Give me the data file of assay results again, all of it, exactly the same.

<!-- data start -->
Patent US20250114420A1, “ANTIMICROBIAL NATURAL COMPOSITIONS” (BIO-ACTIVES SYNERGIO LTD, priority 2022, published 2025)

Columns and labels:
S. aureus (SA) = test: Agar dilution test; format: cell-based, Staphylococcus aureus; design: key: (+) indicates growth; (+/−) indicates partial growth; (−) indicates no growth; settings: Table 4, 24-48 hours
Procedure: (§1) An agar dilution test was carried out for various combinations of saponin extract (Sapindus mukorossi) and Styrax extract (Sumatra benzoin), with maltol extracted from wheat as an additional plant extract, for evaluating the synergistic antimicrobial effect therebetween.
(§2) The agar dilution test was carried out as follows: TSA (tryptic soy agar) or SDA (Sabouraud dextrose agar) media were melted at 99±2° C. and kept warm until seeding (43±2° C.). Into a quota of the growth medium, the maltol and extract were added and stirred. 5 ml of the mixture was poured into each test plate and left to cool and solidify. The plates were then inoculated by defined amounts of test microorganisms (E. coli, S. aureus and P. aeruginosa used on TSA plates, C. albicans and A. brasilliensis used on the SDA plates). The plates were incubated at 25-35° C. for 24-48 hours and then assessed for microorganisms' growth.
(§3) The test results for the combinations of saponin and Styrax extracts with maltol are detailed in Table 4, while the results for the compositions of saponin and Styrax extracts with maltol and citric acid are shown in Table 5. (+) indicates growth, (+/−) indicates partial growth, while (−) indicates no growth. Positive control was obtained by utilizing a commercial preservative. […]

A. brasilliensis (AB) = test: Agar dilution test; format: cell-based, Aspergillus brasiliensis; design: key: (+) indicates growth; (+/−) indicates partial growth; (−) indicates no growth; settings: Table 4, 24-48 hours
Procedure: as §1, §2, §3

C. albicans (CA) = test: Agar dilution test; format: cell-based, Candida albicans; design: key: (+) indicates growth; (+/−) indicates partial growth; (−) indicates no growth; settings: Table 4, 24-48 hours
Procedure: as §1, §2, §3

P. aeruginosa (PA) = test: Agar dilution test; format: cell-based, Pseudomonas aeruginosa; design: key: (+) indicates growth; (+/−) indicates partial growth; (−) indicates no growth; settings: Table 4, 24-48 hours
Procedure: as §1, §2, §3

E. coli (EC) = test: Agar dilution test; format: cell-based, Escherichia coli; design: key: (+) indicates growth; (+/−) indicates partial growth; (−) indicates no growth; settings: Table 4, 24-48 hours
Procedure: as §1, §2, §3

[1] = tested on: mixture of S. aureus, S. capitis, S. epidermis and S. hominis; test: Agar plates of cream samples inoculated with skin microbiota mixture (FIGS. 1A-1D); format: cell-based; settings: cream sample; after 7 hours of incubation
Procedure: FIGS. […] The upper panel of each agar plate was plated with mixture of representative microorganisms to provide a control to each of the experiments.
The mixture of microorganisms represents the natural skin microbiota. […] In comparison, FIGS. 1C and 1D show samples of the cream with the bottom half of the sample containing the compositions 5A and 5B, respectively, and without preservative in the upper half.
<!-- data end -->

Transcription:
Patent US20250114420A1, “ANTIMICROBIAL NATURAL COMPOSITIONS” (BIO-ACTIVES SYNERGIO LTD, priority 2022, published 2025)

Columns and labels:
S. aureus (SA) = test: Agar dilution test; format: cell-based, Staphylococcus aureus; design: key: (+) indicates growth; (+/−) indicates partial growth; (−) indicates no growth; settings: Table 4, 24-48 hours
Procedure: (§1) An agar dilution test was carried out for various combinations of saponin extract (Sapindus mukorossi) and Styrax extract (Sumatra benzoin), with maltol extracted from wheat as an additional plant extract, for evaluating the synergistic antimicrobial effect therebetween.
(§2) The agar dilution test was carried out as follows: TSA (tryptic soy agar) or SDA (Sabouraud dextrose agar) media were melted at 99±2° C. and kept warm until seeding (43±2° C.). Into a quota of the growth medium, the maltol and extract were added and stirred. 5 ml of the mixture was poured into each test plate and left to cool and solidify. The plates were then inoculated by defined amounts of test microorganisms (E. coli, S. aureus and P. aeruginosa used on TSA plates, C. albicans and A. brasilliensis used on the SDA plates). The plates were incubated at 25-35° C. for 24-48 hours and then assessed for microorganisms' growth.
(§3) The test results for the combinations of saponin and Styrax extracts with maltol are detailed in Table 4, while the results for the compositions of saponin and Styrax extracts with maltol and citric acid are shown in Table 5. (+) indicates growth, (+/−) indicates partial growth, while (−) indicates no growth. Positive control was obtained by utilizing a commercial preservative. […]

A. brasilliensis (AB) = test: Agar dilution test; format: cell-based, Aspergillus brasiliensis; design: key: (+) indicates growth; (+/−) indicates partial growth; (−) indicates no growth; settings: Table 4, 24-48 hours
Procedure: as §1, §2, §3

C. albicans (CA) = test: Agar dilution test; format: cell-based, Candida albicans; design: key: (+) indicates growth; (+/−) indicates partial growth; (−) indicates no growth; settings: Table 4, 24-48 hours
Procedure: as §1, §2, §3

P. aeruginosa (PA) = test: Agar dilution test; format: cell-based, Pseudomonas aeruginosa; design: key: (+) indicates growth; (+/−) indicates partial growth; (−) indicates no growth; settings: Table 4, 24-48 hours
Procedure: as §1, §2, §3

E. coli (EC) = test: Agar dilution test; format: cell-based, Escherichia coli; design: key: (+) indicates growth; (+/−) indicates partial growth; (−) indicates no growth; settings: Table 4, 24-48 hours
Procedure: as §1, §2, §3

[1] = tested on: mixture of S. aureus, S. capitis, S. epidermis and S. hominis; test: Agar plates of cream samples inoculated with skin microbiota mixture (FIGS. 1A-1D); format: cell-based; settings: cream sample; after 7 hours of incubation
Procedure: FIGS. […] The upper panel of each agar plate was plated with mixture of representative microorganisms to provide a control to each of the experiments.
The mixture of microorganisms represents the natural skin microbiota. […] In comparison, FIGS. 1C and 1D show samples of the cream with the bottom half of the sample containing the compositions 5A and 5B, respectively, and without preservative in the upper half.